On Monday we were up early again for our final swim on Lemai Beach. Just for a change we tried breakfast at the restaurant next door – we didn’t want to get in a rut 🙂 We packed up and farewelled our lovely room that I’d have eaten my breakfast off the floor of. It was time to say goodbye to the nice Amity Bungalow that we’d been taken to by our taxi driver a few days before.
We had a hot wait at Reception for our transfer minibus – we realised that we were the last pick-up which shows how far from the centre of activities we’d managed to fetch up. We had to sit in the front seats which is a bit scary given the driving habits. Or the overtaking habits to be precise! We came up behind a ute stacked high with coconuts and realised that there was a monkey sitting on a metal ledge on the cage containing the coconuts. It was chained to the cage. Maybe it was the monkey’s job to get the coconuts down? Before overtaking it our driver gave a toot and right on cue the monkey waved a paw without turning. This was a big hit with everyone and the driver repeated the trick a number of times while I tried to capture the moment – mostly unsuccessfully. You don’t see working monkeys on utes every day.
Eventually we were dropped at the wharf and left to report to an office for boat tickets. Then we had to wait for ages for our boat – at least in some shade. Eventually the boat came and we managed to secure a comfy seat in the “VIP” lounge which was showing Avitar rather noisily. Or the second half of Avitar to be precise! We all thought we were being taken to Surit Thani close to the railway station as most of us seemed to be catching trains. Eventually we landed somewhere and were hurried onto an ancient bus into which we were crammed. For what we thought would be a 14km journey. It was hot so we opened the windows for some breeze and then it rained and we got wet and had to close the windows and got hot again. The bus went on and on with passengers getting more and more restive.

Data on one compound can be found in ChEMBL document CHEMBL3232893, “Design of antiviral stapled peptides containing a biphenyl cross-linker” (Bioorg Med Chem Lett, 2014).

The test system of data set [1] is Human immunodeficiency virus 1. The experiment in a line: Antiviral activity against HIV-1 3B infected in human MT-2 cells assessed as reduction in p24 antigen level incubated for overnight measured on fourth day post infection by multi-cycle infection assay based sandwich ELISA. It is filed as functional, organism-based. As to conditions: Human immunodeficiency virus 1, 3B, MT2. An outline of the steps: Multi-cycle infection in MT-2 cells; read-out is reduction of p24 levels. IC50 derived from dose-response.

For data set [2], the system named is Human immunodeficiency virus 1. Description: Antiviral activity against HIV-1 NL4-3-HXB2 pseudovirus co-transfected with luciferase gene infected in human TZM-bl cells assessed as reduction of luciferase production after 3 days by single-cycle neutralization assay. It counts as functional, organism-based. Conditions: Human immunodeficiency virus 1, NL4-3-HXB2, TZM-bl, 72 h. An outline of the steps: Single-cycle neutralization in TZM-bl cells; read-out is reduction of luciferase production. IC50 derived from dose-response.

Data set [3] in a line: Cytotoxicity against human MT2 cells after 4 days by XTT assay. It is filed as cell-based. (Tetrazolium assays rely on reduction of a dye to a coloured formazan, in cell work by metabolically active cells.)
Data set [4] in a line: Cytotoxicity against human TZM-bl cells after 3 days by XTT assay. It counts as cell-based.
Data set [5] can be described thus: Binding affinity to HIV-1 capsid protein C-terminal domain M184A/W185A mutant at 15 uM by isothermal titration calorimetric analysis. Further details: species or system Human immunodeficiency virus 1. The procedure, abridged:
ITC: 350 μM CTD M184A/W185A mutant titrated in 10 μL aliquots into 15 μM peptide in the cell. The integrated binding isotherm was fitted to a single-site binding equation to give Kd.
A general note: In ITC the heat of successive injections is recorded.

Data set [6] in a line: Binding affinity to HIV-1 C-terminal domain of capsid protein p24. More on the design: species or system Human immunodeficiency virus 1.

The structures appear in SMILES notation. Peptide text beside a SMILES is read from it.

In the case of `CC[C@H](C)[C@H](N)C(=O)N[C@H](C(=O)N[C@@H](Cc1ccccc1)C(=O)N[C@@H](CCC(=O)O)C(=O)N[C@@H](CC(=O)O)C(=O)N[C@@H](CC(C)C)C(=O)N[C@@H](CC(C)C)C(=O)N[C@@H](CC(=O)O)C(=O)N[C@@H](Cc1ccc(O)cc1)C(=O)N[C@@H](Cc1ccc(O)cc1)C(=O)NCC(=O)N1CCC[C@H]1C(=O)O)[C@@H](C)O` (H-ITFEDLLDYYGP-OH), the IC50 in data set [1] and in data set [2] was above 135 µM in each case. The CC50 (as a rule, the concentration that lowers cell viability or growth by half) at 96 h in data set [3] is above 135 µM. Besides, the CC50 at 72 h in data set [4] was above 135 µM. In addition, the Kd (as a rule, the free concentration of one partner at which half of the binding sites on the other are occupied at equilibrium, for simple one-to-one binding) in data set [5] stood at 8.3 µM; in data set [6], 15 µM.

After an hour or so there was a sign pointing to Surit Thani which we turned away from which was interesting. The driver stopped up the road and appeared to pick up a tyre at a tyre shop. Then a little further up the four-lane express way he managed to perform a U-turn and head back the way we’d come. You don’t see buses doing U-turns which block all four lanes of busy expressways every day!
Eventually we were dropped at the railway station at Surit Thani, hot and sticky and wondering where we’d been. We had a wait of an hour so I was able to scout the street for food and drinks – railway station prices were somewhat inflated. Small trumpet-type icecreams were about 60 cents so a couple of trips were needed.
Our train arrived on time and after some confusion we found our right seats. There was a carriage 4 as well as a carriage 4/1. We thought we’d booked aircon but 4/1 had fans. After initial disappointment we realised it was cool enough somehow and we settled in. In Second Class we had seats facing each other. Someone brought tea around and then our seats were converted to bunks – with curtains. I’d told Wyn about how impressed I’d been with the arrangement 31 years before. I think it may have been the same carriage this time as well. We settled down for the night – horizontal is a great way to travel. We’d wake up in the morning in Bangkok – that’d be different.